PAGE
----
# Taco de Wolff

# JPEG scan data

This articles provides information on how the JPEG scan data entropy encoded segment is constructed at binary level. It is accompanied with this article: JPEG file format. The conversion from a raw bitmap to JPEG is implemented in this tool: JPEG

I assert you have loaded a raw bitmap into memory with RGB components. The following steps in that sequence will need to occur to acquire the scan data.

## Blocks

Divide the image into blocks of 8×8 (row-major). These will be processed individually throughout and can be parallelized if you wish. If your image is not a multiple of 8 in width or height, you can pad the pixels with black to make it a multiple of 8. This will give artifacts at the edges though. It is better to stretch the last pixel to fill till the multiple-of-8 boundary.

## RGB to YCbCr

Convert the RGB values to YCbCr values. Since the human eye is more sensitive to luminance than to chrominance, we can use a different quantization table for chrominance, which discarts more information (resulting in smaller files). The relation between RGB and YCbCr is as follows (assuming RGB values of 0-255):

```
Y = 0.299 * R + 0.587 * G + 0.114 * B;
Cb = 0.492 * (B - Y);
Cr = 0.877 * (R - Y);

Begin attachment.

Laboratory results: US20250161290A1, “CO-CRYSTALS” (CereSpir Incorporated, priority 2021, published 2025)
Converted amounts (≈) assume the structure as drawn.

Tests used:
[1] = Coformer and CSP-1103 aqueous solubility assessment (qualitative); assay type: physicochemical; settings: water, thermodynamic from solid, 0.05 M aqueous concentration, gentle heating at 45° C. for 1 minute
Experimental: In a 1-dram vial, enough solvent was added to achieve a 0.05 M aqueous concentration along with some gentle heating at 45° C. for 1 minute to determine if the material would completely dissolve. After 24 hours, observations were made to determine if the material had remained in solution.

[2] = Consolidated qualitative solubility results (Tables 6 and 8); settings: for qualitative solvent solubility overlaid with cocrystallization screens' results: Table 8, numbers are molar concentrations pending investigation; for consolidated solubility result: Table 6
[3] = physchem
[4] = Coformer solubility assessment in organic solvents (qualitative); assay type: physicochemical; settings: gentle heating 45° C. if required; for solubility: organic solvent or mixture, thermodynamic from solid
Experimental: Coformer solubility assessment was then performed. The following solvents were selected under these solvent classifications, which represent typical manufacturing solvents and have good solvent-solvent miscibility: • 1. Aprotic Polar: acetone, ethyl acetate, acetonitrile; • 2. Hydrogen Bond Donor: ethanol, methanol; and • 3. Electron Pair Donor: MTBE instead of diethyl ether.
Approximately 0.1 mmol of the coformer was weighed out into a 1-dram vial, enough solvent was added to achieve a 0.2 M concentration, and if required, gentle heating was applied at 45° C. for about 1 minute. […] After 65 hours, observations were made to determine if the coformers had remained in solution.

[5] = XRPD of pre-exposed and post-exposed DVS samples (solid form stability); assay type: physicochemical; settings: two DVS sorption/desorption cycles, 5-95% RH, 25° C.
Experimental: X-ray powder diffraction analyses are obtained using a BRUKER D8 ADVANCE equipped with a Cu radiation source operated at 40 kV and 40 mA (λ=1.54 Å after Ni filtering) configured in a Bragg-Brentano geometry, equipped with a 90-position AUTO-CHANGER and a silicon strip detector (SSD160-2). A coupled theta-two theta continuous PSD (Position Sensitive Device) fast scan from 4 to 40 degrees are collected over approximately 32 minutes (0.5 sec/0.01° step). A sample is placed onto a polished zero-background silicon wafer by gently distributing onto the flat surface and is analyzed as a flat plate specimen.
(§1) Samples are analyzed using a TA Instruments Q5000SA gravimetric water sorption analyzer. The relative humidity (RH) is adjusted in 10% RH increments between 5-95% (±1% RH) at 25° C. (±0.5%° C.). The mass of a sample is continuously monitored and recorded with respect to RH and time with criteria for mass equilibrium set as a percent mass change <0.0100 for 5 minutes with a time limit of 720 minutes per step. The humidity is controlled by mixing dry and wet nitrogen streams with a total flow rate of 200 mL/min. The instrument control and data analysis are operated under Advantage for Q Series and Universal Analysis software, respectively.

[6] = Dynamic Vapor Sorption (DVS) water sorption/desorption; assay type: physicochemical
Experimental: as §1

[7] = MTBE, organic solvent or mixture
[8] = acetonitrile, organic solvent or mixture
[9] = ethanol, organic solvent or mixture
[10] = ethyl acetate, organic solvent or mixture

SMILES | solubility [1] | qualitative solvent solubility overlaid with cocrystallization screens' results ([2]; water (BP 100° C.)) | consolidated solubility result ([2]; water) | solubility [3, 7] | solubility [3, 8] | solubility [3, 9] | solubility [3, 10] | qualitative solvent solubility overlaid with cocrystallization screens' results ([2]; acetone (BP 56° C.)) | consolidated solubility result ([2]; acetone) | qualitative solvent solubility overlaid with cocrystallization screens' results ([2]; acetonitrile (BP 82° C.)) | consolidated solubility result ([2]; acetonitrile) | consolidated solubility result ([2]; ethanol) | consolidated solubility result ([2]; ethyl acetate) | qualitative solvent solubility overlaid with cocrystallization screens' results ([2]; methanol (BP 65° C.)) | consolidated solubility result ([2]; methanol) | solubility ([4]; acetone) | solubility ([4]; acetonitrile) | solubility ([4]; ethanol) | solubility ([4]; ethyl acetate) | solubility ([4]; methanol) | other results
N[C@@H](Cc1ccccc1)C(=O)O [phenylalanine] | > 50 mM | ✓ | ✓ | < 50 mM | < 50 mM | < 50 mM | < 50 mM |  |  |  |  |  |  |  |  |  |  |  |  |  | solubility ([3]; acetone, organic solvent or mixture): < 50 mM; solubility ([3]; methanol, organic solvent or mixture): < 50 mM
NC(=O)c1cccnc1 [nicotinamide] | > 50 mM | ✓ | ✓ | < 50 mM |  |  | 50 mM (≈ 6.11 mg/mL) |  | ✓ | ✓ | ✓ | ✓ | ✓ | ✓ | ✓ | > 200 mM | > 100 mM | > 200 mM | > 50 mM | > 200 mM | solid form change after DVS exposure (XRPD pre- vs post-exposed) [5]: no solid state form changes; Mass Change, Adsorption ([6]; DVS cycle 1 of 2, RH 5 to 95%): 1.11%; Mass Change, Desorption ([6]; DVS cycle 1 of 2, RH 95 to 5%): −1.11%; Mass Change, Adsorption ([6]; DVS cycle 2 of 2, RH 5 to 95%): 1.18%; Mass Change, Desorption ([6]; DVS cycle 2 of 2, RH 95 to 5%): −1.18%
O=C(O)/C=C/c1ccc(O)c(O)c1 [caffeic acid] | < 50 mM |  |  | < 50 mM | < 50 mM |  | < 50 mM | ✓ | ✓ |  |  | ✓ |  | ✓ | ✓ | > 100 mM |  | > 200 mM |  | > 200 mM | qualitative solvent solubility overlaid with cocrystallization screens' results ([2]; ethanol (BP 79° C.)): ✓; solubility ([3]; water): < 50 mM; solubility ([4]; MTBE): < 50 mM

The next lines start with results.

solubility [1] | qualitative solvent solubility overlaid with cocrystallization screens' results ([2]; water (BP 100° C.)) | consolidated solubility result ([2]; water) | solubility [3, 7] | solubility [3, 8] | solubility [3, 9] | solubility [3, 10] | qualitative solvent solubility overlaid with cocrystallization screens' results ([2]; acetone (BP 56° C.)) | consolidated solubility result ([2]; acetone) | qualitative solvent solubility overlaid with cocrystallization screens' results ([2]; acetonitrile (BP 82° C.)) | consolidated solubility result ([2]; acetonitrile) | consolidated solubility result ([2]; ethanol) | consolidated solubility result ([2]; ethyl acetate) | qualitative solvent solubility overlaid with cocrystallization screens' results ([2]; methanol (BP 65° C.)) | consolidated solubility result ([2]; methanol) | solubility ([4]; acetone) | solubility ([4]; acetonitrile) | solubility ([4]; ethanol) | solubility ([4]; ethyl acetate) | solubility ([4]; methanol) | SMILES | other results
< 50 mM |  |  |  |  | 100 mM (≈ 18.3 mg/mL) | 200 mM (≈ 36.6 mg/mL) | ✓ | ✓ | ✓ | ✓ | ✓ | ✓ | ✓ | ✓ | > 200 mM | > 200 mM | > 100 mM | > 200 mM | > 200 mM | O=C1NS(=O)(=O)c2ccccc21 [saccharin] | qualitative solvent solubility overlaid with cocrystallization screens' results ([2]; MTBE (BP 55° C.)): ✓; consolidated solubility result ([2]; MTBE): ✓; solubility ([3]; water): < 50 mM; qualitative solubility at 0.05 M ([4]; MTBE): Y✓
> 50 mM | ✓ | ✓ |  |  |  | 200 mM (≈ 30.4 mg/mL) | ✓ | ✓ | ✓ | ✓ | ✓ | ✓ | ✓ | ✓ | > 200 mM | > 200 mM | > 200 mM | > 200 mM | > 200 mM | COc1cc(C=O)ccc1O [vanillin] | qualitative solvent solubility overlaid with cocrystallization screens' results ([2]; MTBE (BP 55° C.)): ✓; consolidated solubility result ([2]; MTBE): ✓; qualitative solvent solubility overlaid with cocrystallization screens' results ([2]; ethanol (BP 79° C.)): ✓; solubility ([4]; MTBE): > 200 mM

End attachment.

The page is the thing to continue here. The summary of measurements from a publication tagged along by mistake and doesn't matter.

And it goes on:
Y -= 128.0;
```

## Fourier transform

A Fourier transform is performed over each color components separately (Y, Cb and Cr). In particular the DCT variant is used. After the DCT we need to normalize our values. When using FFTW the values need to be divided by 16. Additionally the first row and first column need to be divided by √2 (thus the DC value, the top-left element, need to be divided by 2).

The reason for using a Fourier transform is by converting the image into the frequency domain. Top-left elements will contains slowly evolving characteristics of the image, while the bottom-right of the block will contain the high frequency components. These high frequency components will be discarted the most, leaving all edges somewhat blurry. At a slight distance this is hardly noticeable.

## Quantization

Divide each element of the block by the corresponding element in the quantization table. The quantization table itself should be multiplied by a certain alpha value and it is this multiplied table that should be written to the JPEG file. The alpha value is calculated as such:

```
double alpha(double quality)
{
return (quality <= 50.0
? 50.0 / quality
: 2.0 - quality / 50.0);
}
```

Use a rounding function to round this to a signed integer. I use the truncate function:

```
double truncate(double i)
{
double r = round(i);
if (r < 0.0 && r == i - 0.5)
{
return r + 1.0;
}
return r;
}
```

## Huffman encoding

Convert the 8×8 block of quantized DCT values into a 1D array by using the serpentine / zigzag order (see bottom of the page). This will cause most of the zero elements to be put at the end of the array, making compression more efficient with run-length encoding. After reordering, the first element will be the DC value, which will be treated special, and any subsequent value is AC.

The DC value is encoded as follows:

- Subtract the previous DC value from the current
- Find k and t so that dc = (2
^{k-1}+ t) for positive DC and dc = -(2^{k}- t - 1) for negative DC - Set s = 0 for negative dc and s = 1 for positive